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Cadiz, 25 November, 1783.


On the 15th of July last, I had the honor to acquaint your Excellency of my arrival in Europe, and that I was appointed by his Majesty, the Emperor of Morocco, bearer of the answer to the Congress, Sovereign of the Thirteen United States of North America, and that, according to my instructions, I was to meet at Paris the ambassador, that would be appointed by the Congress, to sign at the Court of Morocco the treaty of peace and commerce, agreeably to the proposals made to his Imperial Majesty, by Robert Montgomery, in his letter dated at Alicant, the 4th of January, 1783. Since I have been at the court of Madrid, where I had some commissions from the Emperor, and to see the execution of them, I came to this place, from whence I intend to embark in three or four months for Barbary, unless in the mean time I should receive an answer from your Excellency, with orders, that Mr. Richard Harrison should give me for my travelling charges fifteen hundred hard dollars, although the courts of Europe are accustomed to allow the ministers of my master at the rate of ten pounds sterling per day, while they are in Europe, to defray their expenses, besides presents for their good offices in those important affairs.

His Imperial Majesty was graciously pleased at my solicitation to agree, at the request of Congress, to grant them a treaty of peace (which other powers in Europe could not obtain but after many years), and my return, without the full execution of his commands, I apprebend may for ever indispose him against the United Provinces. I remain most truly, Sir, &c.

GIACOMO F. Crocco.

three successions of a set of a thousand each, in every kingdom of Europe, (gentlemen too, of equal or superior fortune,) no one of which sets, in the course of their lives, has done the good effected by this man alone! Good, not only to his own nation, and to his contemporaries, but to distant countries, and to late posterity; for such must be the effect of his multiplying and distributing copies of the works of our best English writers, on subjects the most important to the welfare of society.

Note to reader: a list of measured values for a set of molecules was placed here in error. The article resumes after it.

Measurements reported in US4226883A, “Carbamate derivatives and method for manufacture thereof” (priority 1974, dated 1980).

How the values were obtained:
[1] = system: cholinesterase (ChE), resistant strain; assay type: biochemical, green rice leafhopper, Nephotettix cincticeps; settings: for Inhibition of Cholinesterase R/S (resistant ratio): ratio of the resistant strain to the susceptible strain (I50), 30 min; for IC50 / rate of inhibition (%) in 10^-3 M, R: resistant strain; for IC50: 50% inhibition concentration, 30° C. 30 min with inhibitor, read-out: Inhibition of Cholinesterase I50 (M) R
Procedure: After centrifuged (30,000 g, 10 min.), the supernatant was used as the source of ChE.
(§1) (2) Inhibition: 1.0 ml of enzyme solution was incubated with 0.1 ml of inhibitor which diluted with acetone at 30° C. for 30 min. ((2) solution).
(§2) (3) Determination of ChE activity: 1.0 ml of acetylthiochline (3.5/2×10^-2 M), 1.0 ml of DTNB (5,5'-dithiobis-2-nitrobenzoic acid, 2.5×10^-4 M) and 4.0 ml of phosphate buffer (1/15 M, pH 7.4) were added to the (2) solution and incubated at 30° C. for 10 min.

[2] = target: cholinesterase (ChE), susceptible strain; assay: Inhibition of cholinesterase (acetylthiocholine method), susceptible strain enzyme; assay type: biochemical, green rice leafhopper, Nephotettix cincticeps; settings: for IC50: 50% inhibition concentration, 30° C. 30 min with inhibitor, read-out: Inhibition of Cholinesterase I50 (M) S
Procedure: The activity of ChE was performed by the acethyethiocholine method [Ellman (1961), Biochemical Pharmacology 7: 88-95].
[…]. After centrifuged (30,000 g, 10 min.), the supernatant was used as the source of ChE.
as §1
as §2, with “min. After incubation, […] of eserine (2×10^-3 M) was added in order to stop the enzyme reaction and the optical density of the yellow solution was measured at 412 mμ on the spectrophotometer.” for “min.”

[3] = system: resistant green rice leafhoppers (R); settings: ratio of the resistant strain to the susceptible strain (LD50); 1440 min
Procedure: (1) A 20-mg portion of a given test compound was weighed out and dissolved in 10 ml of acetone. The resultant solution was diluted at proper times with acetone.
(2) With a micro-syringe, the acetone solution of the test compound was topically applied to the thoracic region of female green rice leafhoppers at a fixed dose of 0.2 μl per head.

I knew him personally but little. I sometimes met with him at the Royal Society and the Society of Arts; but he appeared shy of my acquaintance, though he often sent me valuable presents, such as Hamilton's Works,* Sidney's Works, &c., which are now among the most precious ornaments of my library. We might possibly, if we had been more intimate, have concerted some useful operations together; but he loved to do his good alone and secretly; and I find besides, in perusing these Memoirs, that I was a doubtful character with him. I do not respect him less for his error; and I am obliged to the editors, for the justice they have done me. They have made a little mistake in page 400, where a letter, which appeared in a London paper, January 7th, 1768, is said to have been written by Mr. Adams. It was written by me, and is reprinted in Mr. Vaughan's Collection of my Political Pieces, p. 231. This erratum is of no great importance, but may be corrected in a future edition.

I see Mr. Hollis had a collection of curious medals.

• There is here probably a fault of memory in regard to the name of the author; or perhaps an error of the press. The work alluded to, may have been “ Toland's Life of Milton," an elegant edition of which was published by Thomas Hollis.

If he had been still living, I should certainly have sent him one of the medals that I have caused to be struck here. I think the countenance of my Liberty would have pleased him. I suppose you possess the collection, and have the same taste. I beg you therefore to accept of one of these medals as a mark of my respect, and believe me to be, with sinccre esteem, &c.



Petworth, 10 October, 1783. SIR, I was very much flattered with the letter I had the pleasure to receive from your Excellency by means of the ingenious M. de Kempel's arrival in this country.t The favorable opinion you entertain of his tal

• Count de Bruhl was the minister of the Elector of Saxony to the court of Great Britain,